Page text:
- by Suki Mann
|🇩🇪 10 Yr Bund
|iBoxx Corp IG
|iBoxx Corp HY
|🇺🇸 10 Yr US T-Bond
|🇬🇧 FTSE 100 [wp_live_scraper id=”17″], [wp_live_scraper id=”24″]||🇩🇪 DAX [wp_live_scraper id=”19″], [wp_live_scraper id=”25″]||🇺🇸 S&P 500 [wp_live_scraper id=”21″], [wp_live_scraper id=”26″]|
But markets trying to hang in there…
Iran tensions at the beginning of the month, the coronavirus towards the end of January. And plenty of market volatility. We would think that the early part of February will offer more of the same. Markets are having some large down days followed by moderate recovery sessions, all depending on the prevailing virus-related headlines.
There’s considerable pressure, of course, but dare we suggest that markets have had a relatively decent month all things considered? The US indices are still in the black – just, all three having previously set record highs during January. The DAX index though is down by 0.7% and the FTSE is lower by 2.1% – both having a particularly bad day of it during the penultimate session of the opening month of the year.
On the flip side, the bid for safe havens has the Eurozone government total returns (iBoxx index) up by 2.3% in January (to the 30th). Credit hasn’t done too badly out of it, either. Spreads are generally tighter and IG returns are up by 1% for the month. Last year’s stand out AT1 market is already posting +1.4% of total returns although high yield market returns are only at +0.2%.
Sterling credit has outperformed in these early skirmishes, however, up by a huge 2.7% in the month. Nearly all of it has come courtesy of that move in rates.
The coronavirus is the known unknown, but the markets are probably still trading on the hope that the authorities can get a better grasp of the scale of the problem and hopefully the ability to control it very soon – however unlikely that might be.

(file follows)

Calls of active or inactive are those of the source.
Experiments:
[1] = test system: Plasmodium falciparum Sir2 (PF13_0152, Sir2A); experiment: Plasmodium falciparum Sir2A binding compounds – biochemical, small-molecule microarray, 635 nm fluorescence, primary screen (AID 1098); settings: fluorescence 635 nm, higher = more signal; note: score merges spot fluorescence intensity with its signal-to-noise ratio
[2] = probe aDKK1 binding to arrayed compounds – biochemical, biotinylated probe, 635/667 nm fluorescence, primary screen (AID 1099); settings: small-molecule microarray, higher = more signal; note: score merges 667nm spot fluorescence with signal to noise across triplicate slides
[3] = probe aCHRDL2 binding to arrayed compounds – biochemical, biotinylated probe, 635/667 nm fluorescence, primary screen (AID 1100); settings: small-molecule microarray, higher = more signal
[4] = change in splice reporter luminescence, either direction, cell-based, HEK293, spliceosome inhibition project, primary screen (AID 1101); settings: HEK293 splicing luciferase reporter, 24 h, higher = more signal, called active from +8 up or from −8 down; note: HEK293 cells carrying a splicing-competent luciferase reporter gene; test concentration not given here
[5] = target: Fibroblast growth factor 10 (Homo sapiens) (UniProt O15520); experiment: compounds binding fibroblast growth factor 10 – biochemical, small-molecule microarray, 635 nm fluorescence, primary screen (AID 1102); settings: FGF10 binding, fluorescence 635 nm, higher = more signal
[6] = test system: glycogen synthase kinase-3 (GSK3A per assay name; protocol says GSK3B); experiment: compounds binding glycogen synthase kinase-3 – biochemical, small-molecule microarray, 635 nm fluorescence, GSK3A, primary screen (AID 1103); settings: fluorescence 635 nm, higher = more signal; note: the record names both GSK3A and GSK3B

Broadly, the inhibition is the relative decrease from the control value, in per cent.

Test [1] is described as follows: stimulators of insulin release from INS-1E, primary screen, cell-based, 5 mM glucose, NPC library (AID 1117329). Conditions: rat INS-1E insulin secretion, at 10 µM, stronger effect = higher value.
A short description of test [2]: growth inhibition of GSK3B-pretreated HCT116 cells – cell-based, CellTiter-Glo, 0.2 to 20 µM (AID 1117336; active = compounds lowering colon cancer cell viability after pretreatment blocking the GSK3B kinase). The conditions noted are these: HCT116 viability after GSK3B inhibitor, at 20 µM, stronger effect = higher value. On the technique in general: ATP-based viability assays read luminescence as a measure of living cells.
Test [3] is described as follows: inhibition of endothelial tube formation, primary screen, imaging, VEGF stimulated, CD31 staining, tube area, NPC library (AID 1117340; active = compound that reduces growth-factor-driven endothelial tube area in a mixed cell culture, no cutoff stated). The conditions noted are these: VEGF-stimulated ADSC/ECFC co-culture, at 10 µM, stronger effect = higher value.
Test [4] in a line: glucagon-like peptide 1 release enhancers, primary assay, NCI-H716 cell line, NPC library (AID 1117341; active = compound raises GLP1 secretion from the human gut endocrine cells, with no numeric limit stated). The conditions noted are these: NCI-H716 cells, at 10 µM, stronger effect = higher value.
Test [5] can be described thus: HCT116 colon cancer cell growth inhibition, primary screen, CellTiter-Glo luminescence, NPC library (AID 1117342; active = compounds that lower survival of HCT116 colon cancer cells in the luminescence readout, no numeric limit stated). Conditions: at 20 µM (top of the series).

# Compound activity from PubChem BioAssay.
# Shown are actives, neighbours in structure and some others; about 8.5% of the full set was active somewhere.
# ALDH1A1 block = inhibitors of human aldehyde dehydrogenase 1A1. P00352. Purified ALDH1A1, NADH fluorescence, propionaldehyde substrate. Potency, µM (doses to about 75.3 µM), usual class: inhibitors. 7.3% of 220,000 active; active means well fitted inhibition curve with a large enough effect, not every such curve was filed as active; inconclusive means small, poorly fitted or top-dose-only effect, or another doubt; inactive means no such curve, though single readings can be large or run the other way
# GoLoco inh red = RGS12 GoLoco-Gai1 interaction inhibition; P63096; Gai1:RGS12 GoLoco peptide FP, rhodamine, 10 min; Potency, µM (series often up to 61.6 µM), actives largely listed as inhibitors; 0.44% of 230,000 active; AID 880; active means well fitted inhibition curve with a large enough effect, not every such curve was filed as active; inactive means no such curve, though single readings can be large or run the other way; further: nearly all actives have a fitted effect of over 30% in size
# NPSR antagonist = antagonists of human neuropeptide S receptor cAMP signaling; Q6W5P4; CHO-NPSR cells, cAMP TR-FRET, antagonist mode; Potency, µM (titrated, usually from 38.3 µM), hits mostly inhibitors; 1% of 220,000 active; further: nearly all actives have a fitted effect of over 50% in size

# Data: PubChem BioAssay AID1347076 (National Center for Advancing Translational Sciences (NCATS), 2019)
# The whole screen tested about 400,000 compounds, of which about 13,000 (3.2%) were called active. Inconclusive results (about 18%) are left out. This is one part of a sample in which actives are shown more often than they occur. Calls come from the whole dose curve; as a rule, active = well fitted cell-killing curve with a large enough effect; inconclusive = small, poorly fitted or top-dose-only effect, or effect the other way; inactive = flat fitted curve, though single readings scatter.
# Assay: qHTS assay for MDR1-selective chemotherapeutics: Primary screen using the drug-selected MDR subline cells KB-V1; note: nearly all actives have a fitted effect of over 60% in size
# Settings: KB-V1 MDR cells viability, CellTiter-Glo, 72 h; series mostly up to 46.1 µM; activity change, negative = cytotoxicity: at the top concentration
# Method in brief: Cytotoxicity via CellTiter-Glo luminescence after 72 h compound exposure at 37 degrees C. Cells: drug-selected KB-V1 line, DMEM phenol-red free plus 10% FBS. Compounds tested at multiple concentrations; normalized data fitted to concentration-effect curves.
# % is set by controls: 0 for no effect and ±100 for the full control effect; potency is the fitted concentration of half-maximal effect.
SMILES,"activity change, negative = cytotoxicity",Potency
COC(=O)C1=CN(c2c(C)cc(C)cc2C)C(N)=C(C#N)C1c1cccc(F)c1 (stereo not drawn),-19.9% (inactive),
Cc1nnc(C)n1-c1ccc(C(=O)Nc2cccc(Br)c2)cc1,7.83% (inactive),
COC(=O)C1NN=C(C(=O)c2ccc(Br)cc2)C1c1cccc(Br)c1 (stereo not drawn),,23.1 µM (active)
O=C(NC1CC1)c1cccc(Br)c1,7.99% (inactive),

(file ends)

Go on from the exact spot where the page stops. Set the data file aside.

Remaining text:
In addition, there is probably an element of ‘don’t be too concerned, the central banks will act to smooth to over any cracks if need be‘. The Fed might have been on hold on Wednesday, but there were dovish undertones as to future policy intentions.
All being told, we think that the coronavirus impact will be relatively short-lived but there is going to be a severe hit on global macro. There was already a non-trivial probability of some action from the ECB given that the Eurozone region is already under increasing pressure with recent data (especially from Germany) suggesting little expectation of a meaningful recovery anytime soon.
However, we would think that the ECB will refrain from any further policy action for as long as possible, especially until they get a better handle on how a coronavirus-related hit on Eurozone growth will play out. Again, it might come sooner rather than later.
The Bank of England faces a not-too-dissimilar dilemma although the recent data has been more upbeat. Here, though, it’s not just how the coronavirus might impact the economy (via reduced international trade flows, for example), but how investment and confidence might be impacted by Brexit now that the UK will finally leave the EU (January 31).